by Ted Willard G2 Bike and G2 Athlete Coaching
You’ve been working hard on the bike, eating well and pushing yourself to be a better athlete. What else can you do to improve your performance?
Upgrading your bike may be the next step. This topic is sure to draw out the opinionated mechanically inclined members of your riding crew, so tread lightly and remember that what works for some riders doesn’t always work for everyone. Here are a few concepts and tips that will improve your performance without taking out a second mortgage to cover the costs.
What’s the best way to upgrade my bike?
When considering how to upgrade your mtb for racing events the obvious conclusion is lighten up your bike and you will also lighten the load placed on your body during the race. A light bike won’t make you any more fit but a light bike will make you a bit faster. How much faster? One good illustration of weight and its effect on your performance is this: If you we’re to climb continuously for one hour, a weight difference of 1,000 grams would save you 350 ft. on 7% grade climb. The steeper the climb the greater the benefit. So the lighter you can make your bike, the faster you will go up every climb.
I’ve heard upgrading my wheels is the most effective why is that?
Your bike is made up of two types of weight: rotational weight and static weight. Static weight is basically your frame, brake levers, shifters and other components that don’t rotate or move when you pedal away to from the start line. Rotational weight is simply your wheels, cranks, pedals, cassette, chain and anything that starts to move as you accelerate. Simply put it takes more energy to move rotational weight than static weight, so it is more beneficial to upgrade rotational weight items than static weight items.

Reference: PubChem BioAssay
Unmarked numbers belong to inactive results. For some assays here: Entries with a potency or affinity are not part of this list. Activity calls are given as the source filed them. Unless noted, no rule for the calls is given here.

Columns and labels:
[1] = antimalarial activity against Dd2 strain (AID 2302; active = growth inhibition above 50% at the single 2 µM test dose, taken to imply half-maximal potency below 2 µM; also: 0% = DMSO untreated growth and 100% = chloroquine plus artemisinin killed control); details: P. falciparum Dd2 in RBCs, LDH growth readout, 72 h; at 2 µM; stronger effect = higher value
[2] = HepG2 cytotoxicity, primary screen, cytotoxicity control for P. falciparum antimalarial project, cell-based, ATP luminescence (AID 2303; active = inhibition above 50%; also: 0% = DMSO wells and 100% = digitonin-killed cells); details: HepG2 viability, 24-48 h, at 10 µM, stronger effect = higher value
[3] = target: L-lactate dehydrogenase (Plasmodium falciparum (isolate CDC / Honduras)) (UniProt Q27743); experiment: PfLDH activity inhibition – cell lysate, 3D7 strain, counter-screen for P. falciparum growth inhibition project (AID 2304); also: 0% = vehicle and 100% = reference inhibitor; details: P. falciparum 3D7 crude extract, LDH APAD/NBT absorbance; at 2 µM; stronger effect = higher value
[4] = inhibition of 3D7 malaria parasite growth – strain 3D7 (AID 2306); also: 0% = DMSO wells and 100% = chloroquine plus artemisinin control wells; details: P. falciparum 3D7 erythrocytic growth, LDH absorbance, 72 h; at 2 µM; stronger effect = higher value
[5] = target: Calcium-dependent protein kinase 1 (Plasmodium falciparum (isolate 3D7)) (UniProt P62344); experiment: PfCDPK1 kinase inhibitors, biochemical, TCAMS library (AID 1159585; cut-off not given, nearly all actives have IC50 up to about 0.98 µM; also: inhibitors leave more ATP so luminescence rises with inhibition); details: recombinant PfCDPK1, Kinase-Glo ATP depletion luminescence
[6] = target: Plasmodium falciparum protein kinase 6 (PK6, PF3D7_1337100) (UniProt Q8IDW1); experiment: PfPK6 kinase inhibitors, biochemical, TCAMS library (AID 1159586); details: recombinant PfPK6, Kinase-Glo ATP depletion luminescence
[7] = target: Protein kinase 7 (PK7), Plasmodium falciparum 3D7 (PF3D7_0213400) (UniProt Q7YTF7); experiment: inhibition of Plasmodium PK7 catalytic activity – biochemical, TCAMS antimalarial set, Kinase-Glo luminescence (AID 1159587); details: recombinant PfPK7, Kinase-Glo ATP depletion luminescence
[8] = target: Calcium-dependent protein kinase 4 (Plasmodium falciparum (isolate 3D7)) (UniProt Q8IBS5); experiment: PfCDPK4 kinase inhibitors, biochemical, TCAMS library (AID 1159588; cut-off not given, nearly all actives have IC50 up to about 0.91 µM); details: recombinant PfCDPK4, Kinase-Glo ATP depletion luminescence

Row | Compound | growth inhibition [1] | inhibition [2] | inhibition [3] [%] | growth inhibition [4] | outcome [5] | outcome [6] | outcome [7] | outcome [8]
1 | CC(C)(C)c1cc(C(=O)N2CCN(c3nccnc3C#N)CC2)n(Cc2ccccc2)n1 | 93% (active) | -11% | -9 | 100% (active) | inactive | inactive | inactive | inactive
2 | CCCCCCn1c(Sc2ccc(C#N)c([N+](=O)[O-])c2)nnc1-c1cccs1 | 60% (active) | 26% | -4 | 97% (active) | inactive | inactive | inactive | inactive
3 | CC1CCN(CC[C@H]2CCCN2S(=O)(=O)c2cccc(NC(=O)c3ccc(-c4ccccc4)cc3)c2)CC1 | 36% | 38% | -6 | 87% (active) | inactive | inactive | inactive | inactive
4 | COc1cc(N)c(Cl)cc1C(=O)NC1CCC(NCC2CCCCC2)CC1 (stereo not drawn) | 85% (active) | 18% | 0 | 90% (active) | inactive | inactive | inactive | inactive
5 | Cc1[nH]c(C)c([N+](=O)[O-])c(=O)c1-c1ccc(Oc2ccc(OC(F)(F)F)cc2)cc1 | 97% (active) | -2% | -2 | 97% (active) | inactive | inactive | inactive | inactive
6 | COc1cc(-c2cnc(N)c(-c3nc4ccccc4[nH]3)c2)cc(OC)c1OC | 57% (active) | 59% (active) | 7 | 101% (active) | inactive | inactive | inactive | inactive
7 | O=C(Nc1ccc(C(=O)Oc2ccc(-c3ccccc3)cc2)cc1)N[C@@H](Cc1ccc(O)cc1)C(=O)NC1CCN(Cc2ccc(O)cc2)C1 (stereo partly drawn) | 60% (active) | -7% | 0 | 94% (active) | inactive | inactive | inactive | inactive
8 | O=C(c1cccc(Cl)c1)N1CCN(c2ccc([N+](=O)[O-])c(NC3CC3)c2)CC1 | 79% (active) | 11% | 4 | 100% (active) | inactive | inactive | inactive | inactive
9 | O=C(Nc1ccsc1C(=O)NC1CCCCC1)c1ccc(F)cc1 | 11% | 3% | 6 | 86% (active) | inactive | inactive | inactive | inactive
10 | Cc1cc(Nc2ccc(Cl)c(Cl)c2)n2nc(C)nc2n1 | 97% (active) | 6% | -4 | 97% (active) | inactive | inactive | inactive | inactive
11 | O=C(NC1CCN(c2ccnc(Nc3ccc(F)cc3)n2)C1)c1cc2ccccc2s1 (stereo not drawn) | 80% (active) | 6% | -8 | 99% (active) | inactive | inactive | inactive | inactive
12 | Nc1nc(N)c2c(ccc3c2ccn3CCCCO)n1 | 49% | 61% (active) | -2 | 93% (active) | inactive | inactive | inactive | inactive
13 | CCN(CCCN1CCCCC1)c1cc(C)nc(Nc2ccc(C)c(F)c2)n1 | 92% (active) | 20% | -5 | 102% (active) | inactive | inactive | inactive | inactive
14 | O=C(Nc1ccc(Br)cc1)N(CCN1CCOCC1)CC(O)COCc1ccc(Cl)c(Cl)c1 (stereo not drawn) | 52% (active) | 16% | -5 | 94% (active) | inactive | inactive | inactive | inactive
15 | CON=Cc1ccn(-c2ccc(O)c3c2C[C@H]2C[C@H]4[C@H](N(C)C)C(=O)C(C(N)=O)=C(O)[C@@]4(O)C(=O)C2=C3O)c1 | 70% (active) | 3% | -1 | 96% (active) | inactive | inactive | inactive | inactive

The most benefit does come from reducing the weight of your wheel set. Mostly because apart from your frame, your wheels make up such a large part of your bikes overall weight. Most importantly, your wheels make up the largest portion of your bike’s total rotational weight.
Wow, so I need a light hard tail bike for OTH?
No way! The bottom line is these are ways you can increase your performance through equipment choice. But at the end of the day, you are as fast as you and your machine together! So practice riding YOUR bike and make upgrades only when you are ready for them.
Going Tubeless: Rotational Weight Value
A great option for racers looking to lighten up your wheel set is going with a tubeless tire setup. For a fraction of the cost of a new wheel set you can lighten up your wheel set and get some added flat protection with the addition of the sealant used in most tubeless set ups. Most modern wheel and tire combos are easily converted to tubeless and can facilitate a lower tire pressure for better tire grip and performance.
Your body is ready, and a few tweaks to your bike setup can set you up for a better race at this years Over The Hump Series!
About the author:
Ted is a USA Cycling Certified Coach and avid mountain biker. He cut his teeth on the US Cup MTB Series in 2011 taking the Series overall and landing on the top podium step at 3 US Cup XC events last year in Cat 1 30-34. He is an owner of G2 Bike in Aliso Viejo. G2 Bike is a full service bike shop and also offers all types of athlete coaching programs and compliments many of its athletes training with G2 Altitude Training.
More info at www.g2bike.com
Chapter 5: Ready, Set, Go!